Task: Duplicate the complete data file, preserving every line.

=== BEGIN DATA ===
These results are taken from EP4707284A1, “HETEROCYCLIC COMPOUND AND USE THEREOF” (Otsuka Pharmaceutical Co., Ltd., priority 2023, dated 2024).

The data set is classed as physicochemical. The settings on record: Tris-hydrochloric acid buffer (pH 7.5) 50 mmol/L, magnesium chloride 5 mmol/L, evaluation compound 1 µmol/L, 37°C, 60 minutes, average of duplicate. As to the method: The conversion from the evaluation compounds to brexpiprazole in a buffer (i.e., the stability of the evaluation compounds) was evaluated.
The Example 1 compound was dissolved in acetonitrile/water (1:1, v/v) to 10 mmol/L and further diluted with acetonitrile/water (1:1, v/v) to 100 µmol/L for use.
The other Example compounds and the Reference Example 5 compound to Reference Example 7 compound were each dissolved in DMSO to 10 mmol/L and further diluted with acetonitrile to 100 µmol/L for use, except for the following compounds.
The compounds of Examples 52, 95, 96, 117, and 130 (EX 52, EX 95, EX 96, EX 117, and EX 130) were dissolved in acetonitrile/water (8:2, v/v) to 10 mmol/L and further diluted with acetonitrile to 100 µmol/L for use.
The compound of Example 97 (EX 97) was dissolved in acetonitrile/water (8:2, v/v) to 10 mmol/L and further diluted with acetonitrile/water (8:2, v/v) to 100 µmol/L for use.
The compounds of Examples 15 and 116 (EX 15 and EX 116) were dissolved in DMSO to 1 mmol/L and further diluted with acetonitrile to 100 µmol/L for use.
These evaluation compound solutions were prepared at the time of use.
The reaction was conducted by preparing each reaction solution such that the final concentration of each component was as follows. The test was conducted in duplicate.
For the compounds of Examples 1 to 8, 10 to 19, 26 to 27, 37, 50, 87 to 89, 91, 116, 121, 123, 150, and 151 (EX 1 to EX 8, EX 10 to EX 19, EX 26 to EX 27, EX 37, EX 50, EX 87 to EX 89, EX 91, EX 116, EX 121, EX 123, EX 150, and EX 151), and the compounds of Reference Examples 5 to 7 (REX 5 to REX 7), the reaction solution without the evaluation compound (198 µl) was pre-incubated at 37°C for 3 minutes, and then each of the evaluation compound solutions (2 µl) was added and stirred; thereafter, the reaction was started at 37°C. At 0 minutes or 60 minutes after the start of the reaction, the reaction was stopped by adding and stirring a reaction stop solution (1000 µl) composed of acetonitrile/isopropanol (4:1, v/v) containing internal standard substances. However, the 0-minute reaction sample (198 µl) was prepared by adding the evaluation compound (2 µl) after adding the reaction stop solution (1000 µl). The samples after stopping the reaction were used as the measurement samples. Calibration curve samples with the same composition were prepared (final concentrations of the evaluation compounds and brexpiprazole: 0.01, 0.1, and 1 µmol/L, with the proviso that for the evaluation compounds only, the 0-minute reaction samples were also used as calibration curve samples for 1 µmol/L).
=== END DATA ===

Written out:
These results are taken from EP4707284A1, “HETEROCYCLIC COMPOUND AND USE THEREOF” (Otsuka Pharmaceutical Co., Ltd., priority 2023, dated 2024).

The data set is classed as physicochemical. The settings on record: Tris-hydrochloric acid buffer (pH 7.5) 50 mmol/L, magnesium chloride 5 mmol/L, evaluation compound 1 µmol/L, 37°C, 60 minutes, average of duplicate. As to the method: The conversion from the evaluation compounds to brexpiprazole in a buffer (i.e., the stability of the evaluation compounds) was evaluated.
The Example 1 compound was dissolved in acetonitrile/water (1:1, v/v) to 10 mmol/L and further diluted with acetonitrile/water (1:1, v/v) to 100 µmol/L for use.
The other Example compounds and the Reference Example 5 compound to Reference Example 7 compound were each dissolved in DMSO to 10 mmol/L and further diluted with acetonitrile to 100 µmol/L for use, except for the following compounds.
The compounds of Examples 52, 95, 96, 117, and 130 (EX 52, EX 95, EX 96, EX 117, and EX 130) were dissolved in acetonitrile/water (8:2, v/v) to 10 mmol/L and further diluted with acetonitrile to 100 µmol/L for use.
The compound of Example 97 (EX 97) was dissolved in acetonitrile/water (8:2, v/v) to 10 mmol/L and further diluted with acetonitrile/water (8:2, v/v) to 100 µmol/L for use.
The compounds of Examples 15 and 116 (EX 15 and EX 116) were dissolved in DMSO to 1 mmol/L and further diluted with acetonitrile to 100 µmol/L for use.
These evaluation compound solutions were prepared at the time of use.
The reaction was conducted by preparing each reaction solution such that the final concentration of each component was as follows. The test was conducted in duplicate.
For the compounds of Examples 1 to 8, 10 to 19, 26 to 27, 37, 50, 87 to 89, 91, 116, 121, 123, 150, and 151 (EX 1 to EX 8, EX 10 to EX 19, EX 26 to EX 27, EX 37, EX 50, EX 87 to EX 89, EX 91, EX 116, EX 121, EX 123, EX 150, and EX 151), and the compounds of Reference Examples 5 to 7 (REX 5 to REX 7), the reaction solution without the evaluation compound (198 µl) was pre-incubated at 37°C for 3 minutes, and then each of the evaluation compound solutions (2 µl) was added and stirred; thereafter, the reaction was started at 37°C. At 0 minutes or 60 minutes after the start of the reaction, the reaction was stopped by adding and stirring a reaction stop solution (1000 µl) composed of acetonitrile/isopropanol (4:1, v/v) containing internal standard substances. However, the 0-minute reaction sample (198 µl) was prepared by adding the evaluation compound (2 µl) after adding the reaction stop solution (1000 µl). The samples after stopping the reaction were used as the measurement samples. Calibration curve samples with the same composition were prepared (final concentrations of the evaluation compounds and brexpiprazole: 0.01, 0.1, and 1 µmol/L, with the proviso that for the evaluation compounds only, the 0-minute reaction samples were also used as calibration curve samples for 1 µmol/L).